LOS ANGELES (CN) – Civil rights groups asked the Superior Court to order L.A. Sheriff Leroy Baca to hand over arrest records of people deported under the “Secure Communities” immigration program, amid allegations that sheriff’s officers engage in racial profiling.
A sheriff’s spokesman said that the information, if it is released at all, must come from U.S. Immigration and Customs Enforcement – not from the Sheriff’s Department.
Lead plaintiff the National Day Laborer Organizing Network claims the Sheriff’s Department refused to hand over the records or sent outdated or irrelevant information.
The plaintiff, joined by the National Immigration Law Center and the Coalition for Human Immigrant Rights of Los Angeles, claims the county’s collaboration with U.S. Immigration and Customs Enforcement destroys trust in vulnerable communities the sheriff is supposed to protect.
“Community groups have raised concerns that this unprecedented collaboration between the Sheriff’s Department and federal immigration officials destroys trust between the Sheriff’s Department and immigrant communities, jeopardizing decades of community policing work,” the complaint states.
The groups add that in “challenging fiscal times” the deportation programs, including Secure Communities and the Criminal Alien Program, place additional burdens on community police.
The NILC says it attempted to obtain information on policies and procedures under the Department’s 2009 agreement to renew its collaboration with U.S. Immigration and Customs Enforcement (ICE) – as well as arrest records dating back to 2004.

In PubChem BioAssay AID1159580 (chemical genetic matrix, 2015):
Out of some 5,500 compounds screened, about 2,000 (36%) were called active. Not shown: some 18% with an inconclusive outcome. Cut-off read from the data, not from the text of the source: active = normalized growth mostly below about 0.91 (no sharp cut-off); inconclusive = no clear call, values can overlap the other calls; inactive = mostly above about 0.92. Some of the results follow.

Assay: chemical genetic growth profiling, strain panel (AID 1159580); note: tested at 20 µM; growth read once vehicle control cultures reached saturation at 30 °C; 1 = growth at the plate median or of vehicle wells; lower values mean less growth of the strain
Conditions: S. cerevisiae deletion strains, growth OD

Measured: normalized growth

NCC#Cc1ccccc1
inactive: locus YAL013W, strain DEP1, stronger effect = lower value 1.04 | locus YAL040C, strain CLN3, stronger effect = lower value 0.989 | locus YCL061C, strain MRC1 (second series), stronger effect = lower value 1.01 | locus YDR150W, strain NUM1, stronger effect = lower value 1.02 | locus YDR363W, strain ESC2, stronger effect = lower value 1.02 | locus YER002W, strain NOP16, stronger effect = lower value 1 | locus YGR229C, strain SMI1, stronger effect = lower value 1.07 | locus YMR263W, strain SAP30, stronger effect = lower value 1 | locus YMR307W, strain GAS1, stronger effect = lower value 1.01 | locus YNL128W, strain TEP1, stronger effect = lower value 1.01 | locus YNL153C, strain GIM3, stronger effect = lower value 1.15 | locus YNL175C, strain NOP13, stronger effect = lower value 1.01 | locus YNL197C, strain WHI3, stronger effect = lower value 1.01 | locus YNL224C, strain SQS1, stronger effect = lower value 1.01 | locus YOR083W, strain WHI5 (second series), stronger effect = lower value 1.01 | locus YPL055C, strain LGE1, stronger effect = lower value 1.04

The groups say that the immigration enforcement programs have generated “increasing public controversy” in Los Angeles, a microcosm of the nationwide debate over immigration laws and enforcement.
The Secure Communities deportation program has been criticized in several reports that show that though the Department of Homeland Security and its creature the ICE claim the program targets dangerous criminals, the vast majority of people deported under the program do not fit that description.
“Each petitioner is uniquely positioned to contribute meaningfully to this debate from the perspective of advocating for low-wage immigrants, an extremely vulnerable population, and of ensuring that as a nation we respect our constitutional principals while engaged in immigration enforcement,” the plaintiffs say in their complaint.
“Under Baca’s watch, the Los Angeles County Sheriff’s Department has become a deportation machine for the federal government,” Jessica Karp, a staff attorney for the NILC, told Courthouse News. “But Los Angeles is not Arizona – we will not tolerate the use of county resources to facilitate mass deportations and rampant civil rights violations.”
Snajukta Paul, lead counsel in the FOIA complaint, said that “the plain text” of California’s public records laws and the “strongly worded reiterations” of the state constitution show that release of the records is a “fundamental requirement.”
“I am truly surprised by the recalcitrance of the Sheriff’s Department, a sophisticated public entity, in responding to legitimate requests for information from these organizations regarding matters that are plainly of public concern,” Paul said in a statement to Courthouse News.
But L.A. County Sheriffs Department spokesman Steve Whitmore said only ICE had authority to attend to the plaintiffs’ records request.
“We have an agreement with ICE, so this is their information to release,” Whitmore told Courthouse News, adding that if the government chose to respond to the request, that was “fine” with Sheriff Baca.